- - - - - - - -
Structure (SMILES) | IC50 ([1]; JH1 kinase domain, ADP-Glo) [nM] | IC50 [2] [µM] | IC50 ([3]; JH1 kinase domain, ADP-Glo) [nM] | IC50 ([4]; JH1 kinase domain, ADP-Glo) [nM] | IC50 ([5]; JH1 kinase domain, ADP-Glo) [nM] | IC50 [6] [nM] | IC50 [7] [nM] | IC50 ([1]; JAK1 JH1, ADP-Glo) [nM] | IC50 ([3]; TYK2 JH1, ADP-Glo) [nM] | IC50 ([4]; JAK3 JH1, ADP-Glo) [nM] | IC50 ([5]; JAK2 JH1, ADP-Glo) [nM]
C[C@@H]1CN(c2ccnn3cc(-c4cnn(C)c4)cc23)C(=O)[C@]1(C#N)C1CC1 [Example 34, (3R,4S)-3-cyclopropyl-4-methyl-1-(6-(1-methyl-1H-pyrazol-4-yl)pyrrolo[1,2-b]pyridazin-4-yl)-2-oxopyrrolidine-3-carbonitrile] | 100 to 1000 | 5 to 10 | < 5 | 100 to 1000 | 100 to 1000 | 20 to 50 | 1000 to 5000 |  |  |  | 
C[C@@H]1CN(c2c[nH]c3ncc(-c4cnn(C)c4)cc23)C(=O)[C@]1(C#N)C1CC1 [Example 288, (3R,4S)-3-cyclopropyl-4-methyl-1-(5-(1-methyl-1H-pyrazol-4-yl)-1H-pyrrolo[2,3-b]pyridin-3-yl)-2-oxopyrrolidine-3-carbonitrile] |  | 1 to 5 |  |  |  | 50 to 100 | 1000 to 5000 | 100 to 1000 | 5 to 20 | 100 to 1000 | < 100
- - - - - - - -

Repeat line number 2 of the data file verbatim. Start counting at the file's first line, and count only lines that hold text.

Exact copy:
C[C@@H]1CN(c2ccnn3cc(-c4cnn(C)c4)cc23)C(=O)[C@]1(C#N)C1CC1 [Example 34, (3R,4S)-3-cyclopropyl-4-methyl-1-(6-(1-methyl-1H-pyrazol-4-yl)pyrrolo[1,2-b]pyridazin-4-yl)-2-oxopyrrolidine-3-carbonitrile] | 100 to 1000 | 5 to 10 | < 5 | 100 to 1000 | 100 to 1000 | 20 to 50 | 1000 to 5000 |  |  |  | 